It was a few days later that I got my first taste of Danish tear gas.

The conservative government in power in Denmark has decided to “normalize” Christiania. For decades there was a sort of détente between the Danish government and this 900-person commune in the middle of the city, two blocks from the Christianshavn metro stop. But since Anders Fogh Rasmussen came to power this is all changing. He has sent Danish troops to assist the US occupations of Iraq and Afghanistan (though they are now leaving Iraq). He and his rightwing political allies in the racist “Danish People’s Party” have turned Denmark into one of the least friendly nations in Europe for immigrants and refugees. And, among his other crimes against the people, he has embarked on a project to “normalize” Christiania.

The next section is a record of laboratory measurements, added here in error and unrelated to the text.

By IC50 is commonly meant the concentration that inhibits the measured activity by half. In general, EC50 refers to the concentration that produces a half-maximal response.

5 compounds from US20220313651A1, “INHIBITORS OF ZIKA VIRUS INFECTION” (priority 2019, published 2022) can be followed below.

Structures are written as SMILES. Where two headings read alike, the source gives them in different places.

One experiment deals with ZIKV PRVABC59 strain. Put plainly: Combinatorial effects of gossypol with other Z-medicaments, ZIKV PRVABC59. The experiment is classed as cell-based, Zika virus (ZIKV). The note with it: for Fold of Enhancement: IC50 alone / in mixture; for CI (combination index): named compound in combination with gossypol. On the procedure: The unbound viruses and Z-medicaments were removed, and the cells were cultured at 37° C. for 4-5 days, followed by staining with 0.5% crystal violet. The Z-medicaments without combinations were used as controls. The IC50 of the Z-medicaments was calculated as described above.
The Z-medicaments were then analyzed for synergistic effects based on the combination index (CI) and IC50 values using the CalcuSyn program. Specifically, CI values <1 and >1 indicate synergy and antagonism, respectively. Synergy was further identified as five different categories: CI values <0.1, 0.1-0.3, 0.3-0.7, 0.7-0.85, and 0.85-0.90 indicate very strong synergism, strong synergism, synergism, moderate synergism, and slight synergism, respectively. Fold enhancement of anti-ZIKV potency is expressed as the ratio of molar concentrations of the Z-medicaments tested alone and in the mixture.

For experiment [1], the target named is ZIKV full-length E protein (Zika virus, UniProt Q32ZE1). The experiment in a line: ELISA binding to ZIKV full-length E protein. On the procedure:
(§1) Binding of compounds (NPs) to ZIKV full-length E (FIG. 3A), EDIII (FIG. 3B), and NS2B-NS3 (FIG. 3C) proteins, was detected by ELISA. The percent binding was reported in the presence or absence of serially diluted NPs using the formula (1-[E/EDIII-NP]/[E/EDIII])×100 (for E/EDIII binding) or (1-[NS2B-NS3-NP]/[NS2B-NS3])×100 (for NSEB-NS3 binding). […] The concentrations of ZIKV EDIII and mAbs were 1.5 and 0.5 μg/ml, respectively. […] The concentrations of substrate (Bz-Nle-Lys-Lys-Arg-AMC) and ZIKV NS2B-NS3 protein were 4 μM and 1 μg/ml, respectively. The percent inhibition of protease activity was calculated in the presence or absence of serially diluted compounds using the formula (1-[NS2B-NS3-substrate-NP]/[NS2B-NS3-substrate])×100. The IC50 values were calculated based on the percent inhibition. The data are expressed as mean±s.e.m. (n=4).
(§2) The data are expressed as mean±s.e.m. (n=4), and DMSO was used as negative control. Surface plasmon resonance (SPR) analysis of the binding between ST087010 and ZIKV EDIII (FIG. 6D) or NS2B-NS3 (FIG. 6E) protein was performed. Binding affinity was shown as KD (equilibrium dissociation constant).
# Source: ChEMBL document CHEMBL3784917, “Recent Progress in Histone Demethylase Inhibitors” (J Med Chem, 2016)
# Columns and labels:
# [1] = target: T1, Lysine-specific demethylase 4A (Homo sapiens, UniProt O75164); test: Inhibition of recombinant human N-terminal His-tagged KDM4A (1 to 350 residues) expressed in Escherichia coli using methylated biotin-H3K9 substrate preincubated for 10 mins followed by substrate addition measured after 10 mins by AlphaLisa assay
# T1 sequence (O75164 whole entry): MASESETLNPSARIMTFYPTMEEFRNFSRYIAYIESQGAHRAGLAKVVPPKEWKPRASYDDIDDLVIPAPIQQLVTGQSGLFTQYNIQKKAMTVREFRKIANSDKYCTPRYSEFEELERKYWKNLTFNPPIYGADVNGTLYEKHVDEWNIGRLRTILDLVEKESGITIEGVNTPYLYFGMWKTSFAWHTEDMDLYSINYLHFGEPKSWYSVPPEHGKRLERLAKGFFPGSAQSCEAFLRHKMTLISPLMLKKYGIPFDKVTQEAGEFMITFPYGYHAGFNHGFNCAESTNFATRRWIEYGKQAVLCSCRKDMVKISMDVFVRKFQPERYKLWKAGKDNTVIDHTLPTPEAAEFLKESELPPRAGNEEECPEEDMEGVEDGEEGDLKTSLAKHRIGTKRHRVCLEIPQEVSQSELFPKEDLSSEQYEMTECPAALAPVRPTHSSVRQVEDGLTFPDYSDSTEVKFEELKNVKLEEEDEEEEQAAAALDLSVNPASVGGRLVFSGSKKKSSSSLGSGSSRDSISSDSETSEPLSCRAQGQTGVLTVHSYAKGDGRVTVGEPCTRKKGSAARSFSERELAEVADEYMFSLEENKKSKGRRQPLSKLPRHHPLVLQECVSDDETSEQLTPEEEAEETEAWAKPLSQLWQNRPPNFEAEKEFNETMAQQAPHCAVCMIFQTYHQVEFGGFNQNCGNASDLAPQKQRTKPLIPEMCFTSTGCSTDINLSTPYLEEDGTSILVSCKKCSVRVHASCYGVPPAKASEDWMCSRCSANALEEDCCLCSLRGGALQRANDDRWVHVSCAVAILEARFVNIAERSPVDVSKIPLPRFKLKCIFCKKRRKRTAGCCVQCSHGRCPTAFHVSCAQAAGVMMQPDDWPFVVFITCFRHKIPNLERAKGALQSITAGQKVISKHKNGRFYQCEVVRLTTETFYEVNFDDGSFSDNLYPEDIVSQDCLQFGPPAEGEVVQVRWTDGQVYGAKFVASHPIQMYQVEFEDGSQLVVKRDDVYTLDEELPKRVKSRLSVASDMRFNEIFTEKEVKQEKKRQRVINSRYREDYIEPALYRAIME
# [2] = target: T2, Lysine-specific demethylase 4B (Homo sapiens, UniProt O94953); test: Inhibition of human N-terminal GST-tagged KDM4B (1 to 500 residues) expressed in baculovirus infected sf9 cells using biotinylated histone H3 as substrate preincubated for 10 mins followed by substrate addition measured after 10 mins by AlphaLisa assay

Christiania is a magical place, and is one of Denmark’s biggest tourist attractions. In 1970 it was an old military barracks, no longer being used as such, and the counter-culture decided to take it over and create a community on these several hundred acres of land. They cleaned up the land and the water beside it, fixed up the buildings that were there, and built many more funky, artistic dwellings. They decorated the land with artwork, built cafes, restaurants, music clubs, and a very successful bicycle-making workshop, among other things. They provided office space for activist groups and a large building was given over to be used exclusively by people from Greenland. (Still a colony of Denmark, much of Greenland’s population has suffered at the hands of their Danish colonizers and suffer from alcoholism and other problems.)